Related: Six Clinton Scandals Exposed by WikiLeaks

The distinction between the list Clinton removed and the “official call log” hints at a kind of double-bookkeeping, where a sanitized version of a document is maintained as an available record while the uncensored version that might include potentially embarrassing information is hidden away, out of the public’s reach.

President Barack Obama appointed Clinton to the State Department in 2009. Former Sen. John Kerry (D-Mass.) replaced her in 2013 after she resigned to seek the 2016 Democratic presidential nomination a second time.

While Hillary Clinton led the State Department, her husband, former President Bill Clinton, was raising millions of dollars for the Clinton Foundation and the Clinton Global Initiative in a controversial arrangement examined in the investigative journalist Peter Schweizer’s book “Clinton Cash.”

The House Intelligence Committee is also investigating the Uranium One deal, whereby a member of the board of the Clinton Foundation, Frank Giustra, sold his mining company, Uranium One, to a company affiliated with the Russian government for $1.3 billion.

The sale, which was approved by Secretary of State Hillary Clinton and other government leaders, was concluded in January of 2013. Clinton left office in February. The transaction gave the Russian government control of 20 percent of America’s uranium resources, which are required for making nuclear weapons.

The Department of Justice indicated last month that it also may be investigating the Uranium One deal, but many have questioned whether special counsel Robert Mueller can lead such a probe since he was FBI director at the time of the sale.

And it was recently revealed that Peter Strzok, one of the top investigators working for Mueller on the probe of Russian interference in the 2016 campaign, also worked on the investigation into Hillary Clinton’s use of a private email server while serving at the State Department.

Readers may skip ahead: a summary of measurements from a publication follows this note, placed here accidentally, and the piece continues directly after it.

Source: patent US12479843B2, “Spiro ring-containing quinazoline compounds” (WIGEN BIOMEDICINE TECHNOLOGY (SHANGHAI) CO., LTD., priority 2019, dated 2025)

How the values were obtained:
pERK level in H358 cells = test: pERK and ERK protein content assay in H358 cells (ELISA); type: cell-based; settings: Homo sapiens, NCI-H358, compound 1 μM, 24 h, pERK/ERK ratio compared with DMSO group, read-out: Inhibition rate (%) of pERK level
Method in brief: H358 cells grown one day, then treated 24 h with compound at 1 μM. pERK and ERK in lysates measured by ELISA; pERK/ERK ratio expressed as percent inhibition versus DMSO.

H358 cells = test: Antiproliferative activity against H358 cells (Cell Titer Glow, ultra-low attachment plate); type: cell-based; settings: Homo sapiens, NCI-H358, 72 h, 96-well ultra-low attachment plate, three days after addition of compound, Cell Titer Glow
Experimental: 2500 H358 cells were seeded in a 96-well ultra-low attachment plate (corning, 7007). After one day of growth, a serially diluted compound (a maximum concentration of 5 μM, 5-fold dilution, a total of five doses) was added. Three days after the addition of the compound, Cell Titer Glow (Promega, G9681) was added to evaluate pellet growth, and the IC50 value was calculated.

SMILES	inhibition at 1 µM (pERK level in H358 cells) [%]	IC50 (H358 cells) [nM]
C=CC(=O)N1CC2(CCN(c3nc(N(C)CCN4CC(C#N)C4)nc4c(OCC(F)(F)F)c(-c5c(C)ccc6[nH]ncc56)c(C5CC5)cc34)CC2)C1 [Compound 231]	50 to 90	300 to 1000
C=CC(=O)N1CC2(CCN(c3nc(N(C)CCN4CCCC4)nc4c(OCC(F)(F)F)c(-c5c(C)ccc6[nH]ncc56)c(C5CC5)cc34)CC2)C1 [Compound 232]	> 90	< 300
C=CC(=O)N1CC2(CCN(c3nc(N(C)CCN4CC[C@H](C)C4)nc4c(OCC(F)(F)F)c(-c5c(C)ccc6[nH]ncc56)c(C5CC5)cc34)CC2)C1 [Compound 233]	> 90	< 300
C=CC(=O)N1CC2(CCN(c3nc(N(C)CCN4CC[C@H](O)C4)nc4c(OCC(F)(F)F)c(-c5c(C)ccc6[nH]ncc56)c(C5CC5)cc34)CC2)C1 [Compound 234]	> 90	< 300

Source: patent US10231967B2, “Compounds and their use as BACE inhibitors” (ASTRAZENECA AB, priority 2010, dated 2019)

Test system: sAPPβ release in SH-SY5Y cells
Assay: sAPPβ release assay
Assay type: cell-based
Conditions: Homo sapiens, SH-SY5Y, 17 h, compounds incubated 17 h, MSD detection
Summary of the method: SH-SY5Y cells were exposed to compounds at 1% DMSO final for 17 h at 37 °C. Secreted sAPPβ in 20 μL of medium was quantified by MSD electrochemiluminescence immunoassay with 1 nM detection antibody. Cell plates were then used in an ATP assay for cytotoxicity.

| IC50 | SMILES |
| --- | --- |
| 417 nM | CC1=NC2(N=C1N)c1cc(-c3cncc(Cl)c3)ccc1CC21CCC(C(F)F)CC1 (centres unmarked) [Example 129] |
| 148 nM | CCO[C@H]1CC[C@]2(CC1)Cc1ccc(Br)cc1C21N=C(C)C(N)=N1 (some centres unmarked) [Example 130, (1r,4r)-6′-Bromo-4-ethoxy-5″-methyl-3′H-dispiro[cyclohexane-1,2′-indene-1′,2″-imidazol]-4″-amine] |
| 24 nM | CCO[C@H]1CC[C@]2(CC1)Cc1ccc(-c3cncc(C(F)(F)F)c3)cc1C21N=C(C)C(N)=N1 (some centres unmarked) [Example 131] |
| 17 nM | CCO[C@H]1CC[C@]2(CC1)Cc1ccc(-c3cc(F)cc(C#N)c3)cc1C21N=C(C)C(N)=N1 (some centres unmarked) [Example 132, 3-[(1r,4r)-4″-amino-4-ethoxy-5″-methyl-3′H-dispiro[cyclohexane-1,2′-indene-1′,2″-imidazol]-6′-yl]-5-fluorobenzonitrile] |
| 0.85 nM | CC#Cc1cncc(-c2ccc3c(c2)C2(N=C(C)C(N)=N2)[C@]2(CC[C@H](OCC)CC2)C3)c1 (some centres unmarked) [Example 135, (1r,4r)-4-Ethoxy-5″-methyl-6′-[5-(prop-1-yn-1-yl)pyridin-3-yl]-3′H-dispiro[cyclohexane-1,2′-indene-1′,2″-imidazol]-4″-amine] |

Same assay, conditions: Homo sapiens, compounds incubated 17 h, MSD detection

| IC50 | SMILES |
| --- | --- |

Hundreds of classified documents were found among emails sent to and from Clinton through the server, which was located in the Clinton’s mansion in Chappaqua, New York.

Strzok was also responsible for changing language in then-FBI Director James Comey’s July 2016 statement from saying Clinton was “grossly negligent” to “extremely careless” in her handling of official email. Federal law provides stiff penalties for federal workers convicted of gross negligence in handling classified documents

“When are the American people going to get an honest investigation of the Clinton crimes?” Fitton said.

PoliZette writer Margaret Menge can be reached at [email protected] Follow her on Twitter here.

(photo credit, homepage image: Hillary Clinton, cut out and saturated, CC BY-SA 2.0, by Gage Skidmore / People I Know, cut out, CC BY 2.0, by Alan Light / A corridor of files at The National Archives at Kew, CC BY 3.0, by The National Archives; photo credit, article image: Secretary Clinton With South African Foreign Minister Nkoane-Mashabane, CC BY-ND 2.0, by United States Mission Geneva)